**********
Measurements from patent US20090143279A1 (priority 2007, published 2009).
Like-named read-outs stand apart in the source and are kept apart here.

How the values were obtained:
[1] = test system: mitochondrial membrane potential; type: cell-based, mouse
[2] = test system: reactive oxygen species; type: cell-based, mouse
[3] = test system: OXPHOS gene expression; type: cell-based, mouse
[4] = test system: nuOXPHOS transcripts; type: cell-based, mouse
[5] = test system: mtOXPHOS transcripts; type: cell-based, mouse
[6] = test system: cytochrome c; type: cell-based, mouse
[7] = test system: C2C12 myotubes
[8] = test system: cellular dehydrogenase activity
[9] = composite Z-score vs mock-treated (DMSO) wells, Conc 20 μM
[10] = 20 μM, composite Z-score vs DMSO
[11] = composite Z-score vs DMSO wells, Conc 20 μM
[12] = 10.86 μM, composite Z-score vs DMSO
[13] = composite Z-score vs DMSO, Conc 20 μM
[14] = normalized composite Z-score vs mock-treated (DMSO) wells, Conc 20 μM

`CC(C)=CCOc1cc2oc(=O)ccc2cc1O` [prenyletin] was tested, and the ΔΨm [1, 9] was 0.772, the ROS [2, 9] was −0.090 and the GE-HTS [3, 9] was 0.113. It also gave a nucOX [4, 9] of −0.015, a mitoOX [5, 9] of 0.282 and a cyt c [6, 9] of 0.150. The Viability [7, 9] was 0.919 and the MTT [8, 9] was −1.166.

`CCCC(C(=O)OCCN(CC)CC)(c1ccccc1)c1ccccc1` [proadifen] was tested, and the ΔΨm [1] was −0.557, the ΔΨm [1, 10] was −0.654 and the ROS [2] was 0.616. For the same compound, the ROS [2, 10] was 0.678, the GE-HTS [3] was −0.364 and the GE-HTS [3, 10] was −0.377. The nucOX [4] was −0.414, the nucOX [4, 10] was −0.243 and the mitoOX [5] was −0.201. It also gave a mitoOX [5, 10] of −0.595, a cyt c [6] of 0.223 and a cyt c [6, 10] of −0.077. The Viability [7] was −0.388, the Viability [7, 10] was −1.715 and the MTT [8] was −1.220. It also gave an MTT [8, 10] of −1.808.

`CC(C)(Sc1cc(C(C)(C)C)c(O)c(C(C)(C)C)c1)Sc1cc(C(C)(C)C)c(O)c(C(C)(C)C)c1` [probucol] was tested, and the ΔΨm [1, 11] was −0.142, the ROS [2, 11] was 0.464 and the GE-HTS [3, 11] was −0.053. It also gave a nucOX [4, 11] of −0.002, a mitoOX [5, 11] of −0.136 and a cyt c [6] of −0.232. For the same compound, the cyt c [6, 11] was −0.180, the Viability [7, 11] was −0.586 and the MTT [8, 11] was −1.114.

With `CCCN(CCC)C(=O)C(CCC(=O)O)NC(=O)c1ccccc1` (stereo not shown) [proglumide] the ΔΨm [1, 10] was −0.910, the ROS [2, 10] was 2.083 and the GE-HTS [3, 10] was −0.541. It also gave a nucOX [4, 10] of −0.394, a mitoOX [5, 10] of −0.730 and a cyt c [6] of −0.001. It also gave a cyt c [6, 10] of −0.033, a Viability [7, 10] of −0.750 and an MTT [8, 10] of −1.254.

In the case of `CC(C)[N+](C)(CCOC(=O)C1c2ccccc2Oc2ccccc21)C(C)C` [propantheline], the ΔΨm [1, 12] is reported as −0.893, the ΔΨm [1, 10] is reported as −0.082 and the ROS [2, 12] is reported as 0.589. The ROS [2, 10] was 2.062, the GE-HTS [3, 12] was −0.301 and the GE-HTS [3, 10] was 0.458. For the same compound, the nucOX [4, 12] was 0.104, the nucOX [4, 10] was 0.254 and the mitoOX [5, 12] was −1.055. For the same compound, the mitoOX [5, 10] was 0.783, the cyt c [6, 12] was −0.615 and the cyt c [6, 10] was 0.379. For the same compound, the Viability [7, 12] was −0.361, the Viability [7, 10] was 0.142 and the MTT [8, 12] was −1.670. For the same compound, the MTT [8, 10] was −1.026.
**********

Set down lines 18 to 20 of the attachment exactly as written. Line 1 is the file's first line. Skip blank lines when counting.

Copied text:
`CC(C)=CCOc1cc2oc(=O)ccc2cc1O` [prenyletin] was tested, and the ΔΨm [1, 9] was 0.772, the ROS [2, 9] was −0.090 and the GE-HTS [3, 9] was 0.113. It also gave a nucOX [4, 9] of −0.015, a mitoOX [5, 9] of 0.282 and a cyt c [6, 9] of 0.150. The Viability [7, 9] was 0.919 and the MTT [8, 9] was −1.166.

`CCCC(C(=O)OCCN(CC)CC)(c1ccccc1)c1ccccc1` [proadifen] was tested, and the ΔΨm [1] was −0.557, the ΔΨm [1, 10] was −0.654 and the ROS [2] was 0.616. For the same compound, the ROS [2, 10] was 0.678, the GE-HTS [3] was −0.364 and the GE-HTS [3, 10] was −0.377. The nucOX [4] was −0.414, the nucOX [4, 10] was −0.243 and the mitoOX [5] was −0.201. It also gave a mitoOX [5, 10] of −0.595, a cyt c [6] of 0.223 and a cyt c [6, 10] of −0.077. The Viability [7] was −0.388, the Viability [7, 10] was −1.715 and the MTT [8] was −1.220. It also gave an MTT [8, 10] of −1.808.

`CC(C)(Sc1cc(C(C)(C)C)c(O)c(C(C)(C)C)c1)Sc1cc(C(C)(C)C)c(O)c(C(C)(C)C)c1` [probucol] was tested, and the ΔΨm [1, 11] was −0.142, the ROS [2, 11] was 0.464 and the GE-HTS [3, 11] was −0.053. It also gave a nucOX [4, 11] of −0.002, a mitoOX [5, 11] of −0.136 and a cyt c [6] of −0.232. For the same compound, the cyt c [6, 11] was −0.180, the Viability [7, 11] was −0.586 and the MTT [8, 11] was −1.114.